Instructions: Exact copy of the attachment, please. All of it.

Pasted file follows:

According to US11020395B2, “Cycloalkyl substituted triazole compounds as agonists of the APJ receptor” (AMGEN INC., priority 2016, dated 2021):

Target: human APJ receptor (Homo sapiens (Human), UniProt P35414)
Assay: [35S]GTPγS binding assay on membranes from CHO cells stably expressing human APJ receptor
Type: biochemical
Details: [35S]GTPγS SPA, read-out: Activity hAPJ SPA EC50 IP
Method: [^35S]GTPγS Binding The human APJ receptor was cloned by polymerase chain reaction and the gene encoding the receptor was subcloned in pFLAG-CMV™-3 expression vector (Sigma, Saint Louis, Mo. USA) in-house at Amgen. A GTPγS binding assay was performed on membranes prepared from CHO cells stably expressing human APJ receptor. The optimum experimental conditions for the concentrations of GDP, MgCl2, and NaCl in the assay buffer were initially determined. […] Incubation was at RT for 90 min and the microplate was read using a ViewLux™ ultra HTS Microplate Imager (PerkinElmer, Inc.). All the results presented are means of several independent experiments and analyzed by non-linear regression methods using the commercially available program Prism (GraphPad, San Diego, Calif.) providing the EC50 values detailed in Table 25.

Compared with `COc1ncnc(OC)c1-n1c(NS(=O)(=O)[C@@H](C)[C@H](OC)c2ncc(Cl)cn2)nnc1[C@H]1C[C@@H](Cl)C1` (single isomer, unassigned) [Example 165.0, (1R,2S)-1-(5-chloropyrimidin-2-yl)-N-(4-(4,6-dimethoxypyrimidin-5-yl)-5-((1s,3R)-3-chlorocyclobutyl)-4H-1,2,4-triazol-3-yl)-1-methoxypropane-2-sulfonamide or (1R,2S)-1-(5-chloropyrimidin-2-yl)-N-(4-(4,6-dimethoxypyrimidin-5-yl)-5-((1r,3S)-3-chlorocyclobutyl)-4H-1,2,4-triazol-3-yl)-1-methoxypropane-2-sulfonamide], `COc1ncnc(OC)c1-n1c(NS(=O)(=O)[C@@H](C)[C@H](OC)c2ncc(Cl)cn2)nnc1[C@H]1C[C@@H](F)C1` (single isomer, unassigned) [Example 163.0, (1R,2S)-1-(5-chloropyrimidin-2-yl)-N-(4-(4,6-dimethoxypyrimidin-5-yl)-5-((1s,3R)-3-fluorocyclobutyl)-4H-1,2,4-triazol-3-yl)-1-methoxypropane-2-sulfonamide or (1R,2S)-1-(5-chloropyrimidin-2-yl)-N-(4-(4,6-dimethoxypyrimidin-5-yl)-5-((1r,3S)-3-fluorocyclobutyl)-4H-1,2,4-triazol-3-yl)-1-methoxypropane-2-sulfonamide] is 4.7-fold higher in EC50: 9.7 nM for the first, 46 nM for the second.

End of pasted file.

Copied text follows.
According to US11020395B2, “Cycloalkyl substituted triazole compounds as agonists of the APJ receptor” (AMGEN INC., priority 2016, dated 2021):

Target: human APJ receptor (Homo sapiens (Human), UniProt P35414)
Assay: [35S]GTPγS binding assay on membranes from CHO cells stably expressing human APJ receptor
Type: biochemical
Details: [35S]GTPγS SPA, read-out: Activity hAPJ SPA EC50 IP
Method: [^35S]GTPγS Binding The human APJ receptor was cloned by polymerase chain reaction and the gene encoding the receptor was subcloned in pFLAG-CMV™-3 expression vector (Sigma, Saint Louis, Mo. USA) in-house at Amgen. A GTPγS binding assay was performed on membranes prepared from CHO cells stably expressing human APJ receptor. The optimum experimental conditions for the concentrations of GDP, MgCl2, and NaCl in the assay buffer were initially determined. […] Incubation was at RT for 90 min and the microplate was read using a ViewLux™ ultra HTS Microplate Imager (PerkinElmer, Inc.). All the results presented are means of several independent experiments and analyzed by non-linear regression methods using the commercially available program Prism (GraphPad, San Diego, Calif.) providing the EC50 values detailed in Table 25.

Compared with `COc1ncnc(OC)c1-n1c(NS(=O)(=O)[C@@H](C)[C@H](OC)c2ncc(Cl)cn2)nnc1[C@H]1C[C@@H](Cl)C1` (single isomer, unassigned) [Example 165.0, (1R,2S)-1-(5-chloropyrimidin-2-yl)-N-(4-(4,6-dimethoxypyrimidin-5-yl)-5-((1s,3R)-3-chlorocyclobutyl)-4H-1,2,4-triazol-3-yl)-1-methoxypropane-2-sulfonamide or (1R,2S)-1-(5-chloropyrimidin-2-yl)-N-(4-(4,6-dimethoxypyrimidin-5-yl)-5-((1r,3S)-3-chlorocyclobutyl)-4H-1,2,4-triazol-3-yl)-1-methoxypropane-2-sulfonamide], `COc1ncnc(OC)c1-n1c(NS(=O)(=O)[C@@H](C)[C@H](OC)c2ncc(Cl)cn2)nnc1[C@H]1C[C@@H](F)C1` (single isomer, unassigned) [Example 163.0, (1R,2S)-1-(5-chloropyrimidin-2-yl)-N-(4-(4,6-dimethoxypyrimidin-5-yl)-5-((1s,3R)-3-fluorocyclobutyl)-4H-1,2,4-triazol-3-yl)-1-methoxypropane-2-sulfonamide or (1R,2S)-1-(5-chloropyrimidin-2-yl)-N-(4-(4,6-dimethoxypyrimidin-5-yl)-5-((1r,3S)-3-fluorocyclobutyl)-4H-1,2,4-triazol-3-yl)-1-methoxypropane-2-sulfonamide] is 4.7-fold higher in EC50: 9.7 nM for the first, 46 nM for the second.